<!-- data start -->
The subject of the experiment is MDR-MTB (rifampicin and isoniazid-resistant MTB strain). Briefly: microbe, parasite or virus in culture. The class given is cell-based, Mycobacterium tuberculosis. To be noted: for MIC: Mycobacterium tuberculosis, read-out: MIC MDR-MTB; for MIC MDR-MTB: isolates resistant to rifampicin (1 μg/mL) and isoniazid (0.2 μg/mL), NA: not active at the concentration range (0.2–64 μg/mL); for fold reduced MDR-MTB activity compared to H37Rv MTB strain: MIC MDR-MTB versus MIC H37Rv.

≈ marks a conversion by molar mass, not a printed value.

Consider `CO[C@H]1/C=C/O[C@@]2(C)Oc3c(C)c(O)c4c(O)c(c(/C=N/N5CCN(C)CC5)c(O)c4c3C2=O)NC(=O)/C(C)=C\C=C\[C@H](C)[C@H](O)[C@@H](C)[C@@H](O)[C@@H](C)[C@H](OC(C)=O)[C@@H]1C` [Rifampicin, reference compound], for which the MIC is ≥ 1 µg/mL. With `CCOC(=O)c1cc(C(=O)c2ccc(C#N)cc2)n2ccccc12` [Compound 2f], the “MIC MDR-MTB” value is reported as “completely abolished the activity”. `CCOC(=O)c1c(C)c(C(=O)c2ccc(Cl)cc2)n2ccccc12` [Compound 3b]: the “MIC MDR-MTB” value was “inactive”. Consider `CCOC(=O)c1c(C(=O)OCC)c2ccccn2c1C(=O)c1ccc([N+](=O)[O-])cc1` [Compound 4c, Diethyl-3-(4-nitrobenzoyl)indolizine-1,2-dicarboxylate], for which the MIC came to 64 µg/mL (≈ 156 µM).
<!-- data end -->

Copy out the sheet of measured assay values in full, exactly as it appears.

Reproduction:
The subject of the experiment is MDR-MTB (rifampicin and isoniazid-resistant MTB strain). Briefly: microbe, parasite or virus in culture. The class given is cell-based, Mycobacterium tuberculosis. To be noted: for MIC: Mycobacterium tuberculosis, read-out: MIC MDR-MTB; for MIC MDR-MTB: isolates resistant to rifampicin (1 μg/mL) and isoniazid (0.2 μg/mL), NA: not active at the concentration range (0.2–64 μg/mL); for fold reduced MDR-MTB activity compared to H37Rv MTB strain: MIC MDR-MTB versus MIC H37Rv.

≈ marks a conversion by molar mass, not a printed value.

Consider `CO[C@H]1/C=C/O[C@@]2(C)Oc3c(C)c(O)c4c(O)c(c(/C=N/N5CCN(C)CC5)c(O)c4c3C2=O)NC(=O)/C(C)=C\C=C\[C@H](C)[C@H](O)[C@@H](C)[C@@H](O)[C@@H](C)[C@H](OC(C)=O)[C@@H]1C` [Rifampicin, reference compound], for which the MIC is ≥ 1 µg/mL. With `CCOC(=O)c1cc(C(=O)c2ccc(C#N)cc2)n2ccccc12` [Compound 2f], the “MIC MDR-MTB” value is reported as “completely abolished the activity”. `CCOC(=O)c1c(C)c(C(=O)c2ccc(Cl)cc2)n2ccccc12` [Compound 3b]: the “MIC MDR-MTB” value was “inactive”. Consider `CCOC(=O)c1c(C(=O)OCC)c2ccccn2c1C(=O)c1ccc([N+](=O)[O-])cc1` [Compound 4c, Diethyl-3-(4-nitrobenzoyl)indolizine-1,2-dicarboxylate], for which the MIC came to 64 µg/mL (≈ 156 µM).